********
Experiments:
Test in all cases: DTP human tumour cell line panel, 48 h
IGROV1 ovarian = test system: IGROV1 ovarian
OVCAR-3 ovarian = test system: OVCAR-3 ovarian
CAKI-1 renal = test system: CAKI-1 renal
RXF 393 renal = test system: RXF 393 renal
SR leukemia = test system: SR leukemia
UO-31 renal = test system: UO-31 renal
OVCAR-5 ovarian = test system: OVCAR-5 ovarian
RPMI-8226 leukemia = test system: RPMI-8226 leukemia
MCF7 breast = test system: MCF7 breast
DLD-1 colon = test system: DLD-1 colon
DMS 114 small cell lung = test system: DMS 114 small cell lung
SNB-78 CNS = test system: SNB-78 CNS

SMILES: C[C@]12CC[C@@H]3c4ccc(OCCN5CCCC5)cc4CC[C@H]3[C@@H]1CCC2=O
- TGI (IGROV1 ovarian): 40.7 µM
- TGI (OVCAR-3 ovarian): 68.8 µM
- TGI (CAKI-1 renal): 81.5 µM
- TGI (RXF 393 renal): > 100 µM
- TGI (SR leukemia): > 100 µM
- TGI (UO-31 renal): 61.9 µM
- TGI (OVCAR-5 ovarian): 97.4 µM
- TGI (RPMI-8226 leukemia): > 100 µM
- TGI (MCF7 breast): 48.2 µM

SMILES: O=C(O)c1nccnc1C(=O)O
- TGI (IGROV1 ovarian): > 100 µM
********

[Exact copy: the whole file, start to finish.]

Experiments:
Test in all cases: DTP human tumour cell line panel, 48 h
IGROV1 ovarian = test system: IGROV1 ovarian
OVCAR-3 ovarian = test system: OVCAR-3 ovarian
CAKI-1 renal = test system: CAKI-1 renal
RXF 393 renal = test system: RXF 393 renal
SR leukemia = test system: SR leukemia
UO-31 renal = test system: UO-31 renal
OVCAR-5 ovarian = test system: OVCAR-5 ovarian
RPMI-8226 leukemia = test system: RPMI-8226 leukemia
MCF7 breast = test system: MCF7 breast
DLD-1 colon = test system: DLD-1 colon
DMS 114 small cell lung = test system: DMS 114 small cell lung
SNB-78 CNS = test system: SNB-78 CNS

SMILES: C[C@]12CC[C@@H]3c4ccc(OCCN5CCCC5)cc4CC[C@H]3[C@@H]1CCC2=O
- TGI (IGROV1 ovarian): 40.7 µM
- TGI (OVCAR-3 ovarian): 68.8 µM
- TGI (CAKI-1 renal): 81.5 µM
- TGI (RXF 393 renal): > 100 µM
- TGI (SR leukemia): > 100 µM
- TGI (UO-31 renal): 61.9 µM
- TGI (OVCAR-5 ovarian): 97.4 µM
- TGI (RPMI-8226 leukemia): > 100 µM
- TGI (MCF7 breast): 48.2 µM

SMILES: O=C(O)c1nccnc1C(=O)O
- TGI (IGROV1 ovarian): > 100 µM